"Possession" Book Review by Ace writers

"Possession"
An examination of the significance of the title, "Possession", in the work by A.S. Byatt.
# 46620 | 1,230 words | 1 source | MLA | 2002 | US
Published on Jan 18, 2004 in English (Analysis) , Literature (English)


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Description:

This paper reviews the novel, "Possession" by A.S. Byatt, which revolves around two contemporary scholars, Maud Bailey and Roland Mitchell, who are each immersed in the study of one of two Victorian poets and who happen to discover evidence of a previously unimagined relationship between their subjects, Randolph Henry Ash and Christabel La Motte. In particular, the paper analyzes how the title works very well for the book, since the word "possession" appears in the book many times and has multiple meanings; it relates to the characters and the main plot of the novel.

From the Paper:

"The two scholars discover that Randolph Henry Ash, assumed to be a devoted and faithful husband, and Christabel La Motte, a lesser-known "fairy poetess" and chaste spinster secretly had an extramarital romance. They discover their poems; their journal entries and letters of other interested parties. The whole rediscovery of a long-forgotten romance begins when Roland Mitchell, finds two rough drafts of a love letter written by Randolph Ash, an acclaimed literary figure known to be married man, to an unknown woman. He finds these letters in Randolph Henry Ash's copy of Vico. Roland soon finds a vague link between Ash's letters and a 19th century reclusive poetess named Christabel La Motte. To find out more about Motte, he enlists the help of Maud Bailey who is a La Motte scholar. Initially, Maud is reluctant to get involved in Roland's investigation, as she doesn't believe there was any romantic connection between the two poets. But she finally agrees."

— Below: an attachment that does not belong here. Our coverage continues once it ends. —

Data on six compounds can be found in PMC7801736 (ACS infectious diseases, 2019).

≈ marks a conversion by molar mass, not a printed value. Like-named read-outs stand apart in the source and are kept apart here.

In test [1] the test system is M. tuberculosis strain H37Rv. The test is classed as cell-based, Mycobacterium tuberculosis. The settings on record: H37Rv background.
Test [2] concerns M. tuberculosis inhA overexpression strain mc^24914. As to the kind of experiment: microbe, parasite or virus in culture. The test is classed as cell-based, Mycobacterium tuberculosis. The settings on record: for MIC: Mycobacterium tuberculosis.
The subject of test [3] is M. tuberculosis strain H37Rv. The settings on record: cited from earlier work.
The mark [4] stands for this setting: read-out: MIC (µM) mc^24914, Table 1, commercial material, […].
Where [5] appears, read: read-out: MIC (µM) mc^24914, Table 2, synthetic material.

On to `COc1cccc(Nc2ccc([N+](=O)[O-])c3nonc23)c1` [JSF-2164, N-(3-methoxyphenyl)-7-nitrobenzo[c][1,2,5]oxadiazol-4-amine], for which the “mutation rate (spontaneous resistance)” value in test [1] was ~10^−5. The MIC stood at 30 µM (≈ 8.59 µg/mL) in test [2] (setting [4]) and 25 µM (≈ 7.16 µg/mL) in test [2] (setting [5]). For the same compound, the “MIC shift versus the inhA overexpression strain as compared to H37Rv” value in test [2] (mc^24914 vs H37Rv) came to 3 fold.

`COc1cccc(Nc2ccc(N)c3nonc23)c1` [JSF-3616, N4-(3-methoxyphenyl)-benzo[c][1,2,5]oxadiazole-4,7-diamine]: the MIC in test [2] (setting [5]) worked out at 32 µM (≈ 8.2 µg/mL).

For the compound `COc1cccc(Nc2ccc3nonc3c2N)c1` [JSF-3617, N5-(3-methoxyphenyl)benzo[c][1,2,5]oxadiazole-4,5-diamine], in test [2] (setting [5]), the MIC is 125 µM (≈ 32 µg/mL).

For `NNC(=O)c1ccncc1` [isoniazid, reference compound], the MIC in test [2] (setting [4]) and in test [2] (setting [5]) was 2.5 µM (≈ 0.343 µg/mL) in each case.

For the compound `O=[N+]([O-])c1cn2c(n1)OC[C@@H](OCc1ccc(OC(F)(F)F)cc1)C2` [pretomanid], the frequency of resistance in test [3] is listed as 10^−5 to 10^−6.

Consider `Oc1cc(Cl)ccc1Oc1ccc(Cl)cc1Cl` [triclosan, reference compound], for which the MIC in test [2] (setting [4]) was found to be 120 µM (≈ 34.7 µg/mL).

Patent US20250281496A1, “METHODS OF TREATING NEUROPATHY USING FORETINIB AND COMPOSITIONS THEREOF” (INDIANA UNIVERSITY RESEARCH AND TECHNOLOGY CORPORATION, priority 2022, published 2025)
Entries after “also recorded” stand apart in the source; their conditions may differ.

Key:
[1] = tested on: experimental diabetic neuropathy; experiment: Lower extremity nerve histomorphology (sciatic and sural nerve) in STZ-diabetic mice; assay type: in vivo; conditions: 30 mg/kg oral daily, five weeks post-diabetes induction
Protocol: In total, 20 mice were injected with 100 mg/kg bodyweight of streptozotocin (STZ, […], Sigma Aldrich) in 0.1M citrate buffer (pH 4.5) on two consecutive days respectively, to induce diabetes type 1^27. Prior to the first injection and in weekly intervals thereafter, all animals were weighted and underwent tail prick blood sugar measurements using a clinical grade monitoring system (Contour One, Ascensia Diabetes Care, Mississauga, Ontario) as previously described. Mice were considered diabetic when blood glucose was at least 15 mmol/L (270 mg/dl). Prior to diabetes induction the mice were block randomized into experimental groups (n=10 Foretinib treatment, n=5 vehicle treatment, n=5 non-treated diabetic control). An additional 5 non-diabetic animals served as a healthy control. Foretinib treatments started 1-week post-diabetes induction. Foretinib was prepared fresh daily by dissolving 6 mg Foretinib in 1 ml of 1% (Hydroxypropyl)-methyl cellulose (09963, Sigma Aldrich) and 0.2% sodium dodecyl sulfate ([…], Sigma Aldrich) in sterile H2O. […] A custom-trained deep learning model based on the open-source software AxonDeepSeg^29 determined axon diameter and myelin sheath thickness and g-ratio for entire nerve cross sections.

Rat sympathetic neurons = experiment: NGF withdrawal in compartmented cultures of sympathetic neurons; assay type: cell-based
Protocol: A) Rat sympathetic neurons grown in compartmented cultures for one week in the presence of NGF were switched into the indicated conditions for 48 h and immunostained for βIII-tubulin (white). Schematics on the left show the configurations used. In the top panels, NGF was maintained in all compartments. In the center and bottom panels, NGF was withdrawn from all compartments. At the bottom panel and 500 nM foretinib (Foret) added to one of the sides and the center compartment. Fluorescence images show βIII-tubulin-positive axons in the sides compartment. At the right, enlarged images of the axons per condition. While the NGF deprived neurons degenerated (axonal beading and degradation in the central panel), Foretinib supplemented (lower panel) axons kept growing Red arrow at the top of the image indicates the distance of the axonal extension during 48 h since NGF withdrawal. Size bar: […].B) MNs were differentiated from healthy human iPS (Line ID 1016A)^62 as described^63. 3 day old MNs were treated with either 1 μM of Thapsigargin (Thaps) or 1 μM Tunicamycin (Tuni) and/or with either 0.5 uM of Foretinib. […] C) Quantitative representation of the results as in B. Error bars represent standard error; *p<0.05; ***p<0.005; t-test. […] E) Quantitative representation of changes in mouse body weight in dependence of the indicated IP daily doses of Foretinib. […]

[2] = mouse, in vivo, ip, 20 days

Cite this Book Review:

APA Format

"Possession" (2004, January 18) Retrieved April 24, 2014, from http://www.academon.com/book-review/possession-46620/

MLA Format

""Possession"" 18 January 2004. Web. 24 April. 2014. <http://www.academon.com/book-review/possession-46620/>

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